“The first principle is that you must not fool yourself,
and you are the easiest person to fool.”
— Richard Feynman
I try to write every week on Wednesdays, and most weeks I know what I’m going to write about by Monday or Tuesday and start piecing things together, and by Wednesday it’s just about typing the thoughts banging around in my head. This week I was stumped though, and so I asked a friend for advice. I told her I was considering a technical piece on getting stronger at pull-ups, and she said “No, write about ego. We all need it.” I agreed, and decided to put the pull-up post on hold (don’t worry, I’ll get back to it!), and we started to go more into detail on ego and how it applies to CrossFit and athletes. We talked about competing with others unnecessarily, and how our ego makes us resent others when they beat us in a test we thought we should be better at.
In short, ego seems to be a key negative element in our training, so I thought I would dig into it a bit more, given that we are almost halfway into our annual CrossFit Open competition.
Denee and I like to trade books back and forth, and we have both recently been on a Stoic kick. If you’re not familiar with Stoicism, it’s a philosophy based on Greek writings (the original Stoics lived in Greece around the time of Socrates and Plato). One of the books that I hadn’t read yet that was sitting on her nightstand was Ego is the Enemy, by Ryan Holiday. I have read two of his other books, and loved both of them — The Obstacle is the Way, and Stillness is the Key. All very quick reads, and if you’re a reader or a thinker, you will devour them quickly.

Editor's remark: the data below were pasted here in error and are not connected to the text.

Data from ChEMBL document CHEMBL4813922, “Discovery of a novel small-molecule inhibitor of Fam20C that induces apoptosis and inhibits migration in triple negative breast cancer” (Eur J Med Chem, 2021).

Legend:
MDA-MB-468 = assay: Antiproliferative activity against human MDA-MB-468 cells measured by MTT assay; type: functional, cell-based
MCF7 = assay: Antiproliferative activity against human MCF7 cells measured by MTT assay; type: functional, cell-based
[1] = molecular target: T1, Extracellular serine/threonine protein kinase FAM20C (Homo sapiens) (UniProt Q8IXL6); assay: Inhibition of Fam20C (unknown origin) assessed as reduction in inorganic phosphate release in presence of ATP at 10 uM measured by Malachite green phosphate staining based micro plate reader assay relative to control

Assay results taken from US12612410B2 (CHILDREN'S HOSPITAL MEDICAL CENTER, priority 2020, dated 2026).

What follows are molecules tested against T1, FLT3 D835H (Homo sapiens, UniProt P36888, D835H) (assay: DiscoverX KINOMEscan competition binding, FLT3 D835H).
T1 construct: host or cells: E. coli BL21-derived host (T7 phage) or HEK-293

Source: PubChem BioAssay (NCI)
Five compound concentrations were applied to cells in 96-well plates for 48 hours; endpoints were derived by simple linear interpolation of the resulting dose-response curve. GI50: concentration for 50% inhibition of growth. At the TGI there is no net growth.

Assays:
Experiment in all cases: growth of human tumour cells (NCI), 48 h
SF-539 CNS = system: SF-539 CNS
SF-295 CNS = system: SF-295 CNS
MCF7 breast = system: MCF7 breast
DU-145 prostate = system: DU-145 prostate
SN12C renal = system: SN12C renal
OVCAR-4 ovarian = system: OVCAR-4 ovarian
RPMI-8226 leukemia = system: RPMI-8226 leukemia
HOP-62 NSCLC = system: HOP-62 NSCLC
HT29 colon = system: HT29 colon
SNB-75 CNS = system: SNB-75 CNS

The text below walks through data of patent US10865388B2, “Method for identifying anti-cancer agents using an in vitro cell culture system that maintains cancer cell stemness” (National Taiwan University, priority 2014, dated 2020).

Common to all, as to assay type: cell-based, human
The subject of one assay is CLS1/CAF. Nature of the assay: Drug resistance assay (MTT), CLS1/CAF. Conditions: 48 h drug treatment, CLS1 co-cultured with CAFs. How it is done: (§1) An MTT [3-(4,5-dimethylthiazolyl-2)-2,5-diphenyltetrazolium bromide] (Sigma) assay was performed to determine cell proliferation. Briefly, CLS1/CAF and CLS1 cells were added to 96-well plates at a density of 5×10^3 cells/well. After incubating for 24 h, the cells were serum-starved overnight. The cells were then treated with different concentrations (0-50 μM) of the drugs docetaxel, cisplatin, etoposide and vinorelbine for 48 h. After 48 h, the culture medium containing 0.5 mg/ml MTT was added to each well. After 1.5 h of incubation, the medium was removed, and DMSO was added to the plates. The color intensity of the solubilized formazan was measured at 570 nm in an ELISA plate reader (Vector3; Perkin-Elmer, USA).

I read the first couple chapters to understand more about the ego (and learn how much it was controlling my life) and found some great insights already. My (incomplete) book report is: Read it!
I pulled out a few key concepts I wanted to share, but first of all let me define “ego” for this conversation. Ego is an unhealthy belief in our own importance. You could also think of it as arrogance, or self-centered ambition. Right away, most of you are recoiling and refuting, “that’s not me, I’m not arrogant.” And I’m not saying you are! This post is not for the egomaniacs that are out there, completely involved in self-worship. We all have a little bit of pride in ourselves, a little bit of hubris that makes us act irrationally at times, and my point is to just highlight that a bit so that we can all see it, witness it and correct it, before we come across negative effects in our relationships, or even our bodies in terms of injuries.